Some of us believe that this is the age of information. Some of us know that this is an age of information overload. Some of us are wary of misinformation and disinformation. This leaves some of us a little informed, some of us anxious, some of us confused – and all of us wanting more.

This is very true for Bhutan because we are at a point in history, somewhere between a culture of mediocrity that we are leaving behind and a level of excellence that we are grasping. We have the mandate to excel in a rapidly changing world, a mandate assigned to Bhutanese society from the Throne. 

His Majesty The King defined the legacy that today’s generation of Bhutanese must build for posterity – a Bhutan that stands proud as a developed nation. “At the end of our lives, when we bequeath our country to our children, they will inherit a stronger nation”. (His Majesty The King – May, 2008).

This Royal vision has echoed with convincing consistency over nearly two decades. A particularly moving celebration of National Day, 2023, reminded us that we live in an exciting era.

The transition of a generation and the emergence of a new period of history is illustrated by the current transformation of the country. Among the discernible landmarks of this evolution are the De-Suung programme, the Gyalsung (national service), reform of the education system, the restructuring of government. On December 17, 2023, His Majesty The King announced a major stride in this transformation process – the development of Gelephu Mindfulness City as a Special Administrative Region – a legacy that is expected to benefit Bhutan for centuries.

His Majesty The King described this moment as an inflection point in Bhutanese history – a powerful prompt for a generation of people. It is imperative, therefore, that Bhutanese society understands and be a part of the national vision that is emerging. His Majesty once said that “There can be no Bhutanese without Bhutan (His Majesty The King – 2007)”. Which means that there can be no Bhutan without Bhutanese. We are the transformation.

The question is how can we, as Bhutanese, be involved in this process of change? A first step is to discuss and understand the reality that is evolving by the day. The Royal address on National Day 2023 has stimulated some much-needed discourse on Bhutan’s future. This is emerging as news in the media, some informative and entertaining posts on social media, and discussions in the most powerful Bhutanese system of communication – the oral culture.

His Majesty the King himself has been explaining the vision for different initiatives and it is reassuring that the Bhutanese media as well as regular social media users (influencers) are among the first to be briefed. From what we have read, watched, and heard from Bhutanese media and influencers, Bhutan is starting to get it right in terms of sharing information.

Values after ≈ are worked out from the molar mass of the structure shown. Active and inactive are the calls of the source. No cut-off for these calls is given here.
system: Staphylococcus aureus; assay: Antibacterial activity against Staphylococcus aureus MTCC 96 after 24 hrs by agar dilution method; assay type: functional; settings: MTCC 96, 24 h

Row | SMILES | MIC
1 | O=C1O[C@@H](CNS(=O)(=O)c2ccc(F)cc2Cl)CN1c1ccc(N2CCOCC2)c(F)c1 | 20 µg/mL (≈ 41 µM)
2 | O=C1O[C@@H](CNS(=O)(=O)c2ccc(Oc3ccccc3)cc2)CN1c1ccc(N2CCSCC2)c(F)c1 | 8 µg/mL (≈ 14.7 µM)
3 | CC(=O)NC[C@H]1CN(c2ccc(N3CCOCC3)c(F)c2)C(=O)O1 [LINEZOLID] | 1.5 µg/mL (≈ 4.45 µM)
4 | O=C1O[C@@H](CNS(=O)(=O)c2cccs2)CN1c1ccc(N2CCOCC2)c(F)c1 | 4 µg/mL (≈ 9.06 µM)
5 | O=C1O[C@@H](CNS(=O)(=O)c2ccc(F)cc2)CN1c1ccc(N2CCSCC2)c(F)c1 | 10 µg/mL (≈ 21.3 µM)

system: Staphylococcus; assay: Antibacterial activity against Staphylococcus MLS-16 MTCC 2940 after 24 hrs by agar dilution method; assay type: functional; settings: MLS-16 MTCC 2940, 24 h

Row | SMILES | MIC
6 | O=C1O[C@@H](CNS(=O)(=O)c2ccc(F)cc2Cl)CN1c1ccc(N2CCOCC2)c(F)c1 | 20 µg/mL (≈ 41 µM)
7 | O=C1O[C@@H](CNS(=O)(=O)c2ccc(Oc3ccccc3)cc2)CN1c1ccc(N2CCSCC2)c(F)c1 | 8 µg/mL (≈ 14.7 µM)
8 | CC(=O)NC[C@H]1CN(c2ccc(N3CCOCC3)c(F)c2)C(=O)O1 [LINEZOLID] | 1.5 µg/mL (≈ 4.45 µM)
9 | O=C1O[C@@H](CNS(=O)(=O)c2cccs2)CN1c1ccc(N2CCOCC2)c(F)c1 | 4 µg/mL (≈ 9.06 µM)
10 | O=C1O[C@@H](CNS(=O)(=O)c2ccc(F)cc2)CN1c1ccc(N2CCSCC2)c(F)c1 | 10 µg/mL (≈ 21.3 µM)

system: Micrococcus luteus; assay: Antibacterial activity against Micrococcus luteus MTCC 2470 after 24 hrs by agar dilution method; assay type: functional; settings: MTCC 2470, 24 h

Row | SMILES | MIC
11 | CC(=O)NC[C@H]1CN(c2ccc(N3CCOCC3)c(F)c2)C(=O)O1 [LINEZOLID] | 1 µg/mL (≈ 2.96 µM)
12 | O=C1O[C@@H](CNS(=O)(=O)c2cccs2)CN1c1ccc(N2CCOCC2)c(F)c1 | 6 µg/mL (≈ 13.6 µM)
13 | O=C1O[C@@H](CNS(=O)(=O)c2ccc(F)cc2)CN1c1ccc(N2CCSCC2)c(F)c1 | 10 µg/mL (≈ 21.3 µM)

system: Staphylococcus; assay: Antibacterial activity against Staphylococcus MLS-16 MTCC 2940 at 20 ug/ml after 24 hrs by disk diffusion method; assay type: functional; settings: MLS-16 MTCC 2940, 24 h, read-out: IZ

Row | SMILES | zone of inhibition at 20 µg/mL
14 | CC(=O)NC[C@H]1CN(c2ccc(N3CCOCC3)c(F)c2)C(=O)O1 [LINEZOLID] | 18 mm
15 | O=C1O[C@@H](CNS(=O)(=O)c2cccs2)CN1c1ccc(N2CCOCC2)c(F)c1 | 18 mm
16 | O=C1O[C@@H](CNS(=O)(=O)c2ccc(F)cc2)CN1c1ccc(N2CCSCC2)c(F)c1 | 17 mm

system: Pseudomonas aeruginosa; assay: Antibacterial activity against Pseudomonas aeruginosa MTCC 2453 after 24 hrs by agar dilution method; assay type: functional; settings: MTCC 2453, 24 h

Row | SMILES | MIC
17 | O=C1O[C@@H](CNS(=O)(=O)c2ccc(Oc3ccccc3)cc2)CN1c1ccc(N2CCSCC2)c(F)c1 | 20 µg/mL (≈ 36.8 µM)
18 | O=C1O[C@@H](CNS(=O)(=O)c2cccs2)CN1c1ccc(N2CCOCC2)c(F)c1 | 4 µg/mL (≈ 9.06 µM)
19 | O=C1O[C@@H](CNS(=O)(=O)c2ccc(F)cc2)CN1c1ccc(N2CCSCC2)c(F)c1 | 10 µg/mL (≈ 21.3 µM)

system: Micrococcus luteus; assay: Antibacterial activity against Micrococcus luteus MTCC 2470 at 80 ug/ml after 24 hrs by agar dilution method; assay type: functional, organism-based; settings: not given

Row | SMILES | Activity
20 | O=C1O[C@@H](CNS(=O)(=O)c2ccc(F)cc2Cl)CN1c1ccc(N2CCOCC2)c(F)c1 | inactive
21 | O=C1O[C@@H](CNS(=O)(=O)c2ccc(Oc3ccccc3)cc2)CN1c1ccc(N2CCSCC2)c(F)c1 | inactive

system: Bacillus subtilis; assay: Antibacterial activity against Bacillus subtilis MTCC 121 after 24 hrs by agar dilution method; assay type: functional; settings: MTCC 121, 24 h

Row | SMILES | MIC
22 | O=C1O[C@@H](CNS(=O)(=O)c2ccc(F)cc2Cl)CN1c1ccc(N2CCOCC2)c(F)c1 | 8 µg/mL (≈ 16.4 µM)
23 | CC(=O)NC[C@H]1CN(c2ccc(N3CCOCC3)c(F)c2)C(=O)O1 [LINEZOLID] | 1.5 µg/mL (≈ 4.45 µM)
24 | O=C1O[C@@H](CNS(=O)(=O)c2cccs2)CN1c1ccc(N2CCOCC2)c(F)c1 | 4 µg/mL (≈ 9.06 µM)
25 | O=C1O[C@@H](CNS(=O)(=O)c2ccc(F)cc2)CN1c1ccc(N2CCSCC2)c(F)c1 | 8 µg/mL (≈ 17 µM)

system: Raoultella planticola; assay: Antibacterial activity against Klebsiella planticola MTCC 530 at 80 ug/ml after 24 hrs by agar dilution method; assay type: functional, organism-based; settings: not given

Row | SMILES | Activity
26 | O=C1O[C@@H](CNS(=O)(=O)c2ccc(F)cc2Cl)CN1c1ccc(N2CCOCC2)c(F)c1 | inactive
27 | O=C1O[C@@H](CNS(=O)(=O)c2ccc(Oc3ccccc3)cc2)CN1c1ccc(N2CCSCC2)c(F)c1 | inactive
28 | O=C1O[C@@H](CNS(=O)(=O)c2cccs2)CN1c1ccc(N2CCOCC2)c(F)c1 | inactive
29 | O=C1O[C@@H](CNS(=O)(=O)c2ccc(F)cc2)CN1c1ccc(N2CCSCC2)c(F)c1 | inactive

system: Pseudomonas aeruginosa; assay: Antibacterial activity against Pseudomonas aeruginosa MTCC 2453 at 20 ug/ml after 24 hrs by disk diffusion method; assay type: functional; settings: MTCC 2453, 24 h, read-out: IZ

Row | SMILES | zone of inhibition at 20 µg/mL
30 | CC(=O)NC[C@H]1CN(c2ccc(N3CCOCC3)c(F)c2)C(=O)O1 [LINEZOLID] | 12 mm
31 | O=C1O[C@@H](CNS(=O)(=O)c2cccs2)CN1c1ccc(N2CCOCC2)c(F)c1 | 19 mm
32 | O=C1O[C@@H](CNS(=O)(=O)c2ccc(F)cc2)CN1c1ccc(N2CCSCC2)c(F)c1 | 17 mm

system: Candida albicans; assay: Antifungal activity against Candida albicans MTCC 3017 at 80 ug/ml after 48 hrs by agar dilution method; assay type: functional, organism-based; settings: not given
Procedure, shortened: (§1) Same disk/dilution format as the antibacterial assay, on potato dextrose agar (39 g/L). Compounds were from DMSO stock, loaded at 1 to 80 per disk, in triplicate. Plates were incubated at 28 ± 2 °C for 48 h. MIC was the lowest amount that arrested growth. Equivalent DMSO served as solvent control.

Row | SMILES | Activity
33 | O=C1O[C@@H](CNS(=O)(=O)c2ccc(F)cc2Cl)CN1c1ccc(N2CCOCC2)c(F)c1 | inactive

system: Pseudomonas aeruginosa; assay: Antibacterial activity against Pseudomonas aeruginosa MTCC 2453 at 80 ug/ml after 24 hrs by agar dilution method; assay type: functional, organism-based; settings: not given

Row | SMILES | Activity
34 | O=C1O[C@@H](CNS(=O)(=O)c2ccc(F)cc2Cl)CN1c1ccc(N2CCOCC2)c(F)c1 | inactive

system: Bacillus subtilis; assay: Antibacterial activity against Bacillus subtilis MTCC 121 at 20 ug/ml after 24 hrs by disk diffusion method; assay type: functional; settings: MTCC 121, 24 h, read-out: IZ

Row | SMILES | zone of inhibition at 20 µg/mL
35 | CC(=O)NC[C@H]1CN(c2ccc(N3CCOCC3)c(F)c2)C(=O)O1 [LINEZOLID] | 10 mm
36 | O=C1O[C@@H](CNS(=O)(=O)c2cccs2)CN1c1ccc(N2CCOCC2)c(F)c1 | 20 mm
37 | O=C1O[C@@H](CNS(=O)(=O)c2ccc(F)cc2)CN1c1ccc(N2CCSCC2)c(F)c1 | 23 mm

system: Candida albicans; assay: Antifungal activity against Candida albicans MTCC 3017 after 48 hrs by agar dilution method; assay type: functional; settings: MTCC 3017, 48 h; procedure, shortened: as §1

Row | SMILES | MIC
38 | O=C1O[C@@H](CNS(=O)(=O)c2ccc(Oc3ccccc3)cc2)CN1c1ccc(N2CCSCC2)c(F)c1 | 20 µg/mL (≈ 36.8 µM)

The function of Bhutanese media is not just to report the news but to uphold and support the national ideology and the declared goals of the State. The conversation should be an exchange of thoughts and ideas among people. We should not forget that technology, the latest trend being AI, is just a tool that we use. Another important fact, often forgotten, is that freedom of expression and access to information is not given to media but to the people. Media, including social media, is the platform or the space where people share information and learn.

Around the world media are too often misused to benefit institutions, the market, and personalities. Bhutanese media are professionally not as strong as they need to be but have not yet been hijacked for power or profit. However, we do know that, just as all other societies have fallen prey to these trends, the tendency may be just around the corner.

It is also natural that there is anxiety among citizens, given the magnitude and pace of change that Bhutan’s transformation represents. There is fear of the unknown because there is much that we do not know. This can be provoked – in fact, it is being fanned – by gossip and rumour towards negativity and suspicion.

Here, we have to accept that it is not possible for everybody to understand everything, especially trends that the future has in store. For example, we have parents and grandparents who walked 14 days to reach Thimphu from Bumthang. They could not have predicted that their children and grandchildren would fly this distance in 24 minutes in the future. They did not need the prognosis that we seek today from technology.

In the process of national transformation, we need the chronology of vision, strategy, and implementation. This comes with the hierarchy of the State and government and broader society. But what we need most is the unity and trust which has been the strength of the Bhutanese system. With this conviction, we become a part of the future with curiosity, anticipation, and excitement.

Contributed by 

Dasho Kinley Dorji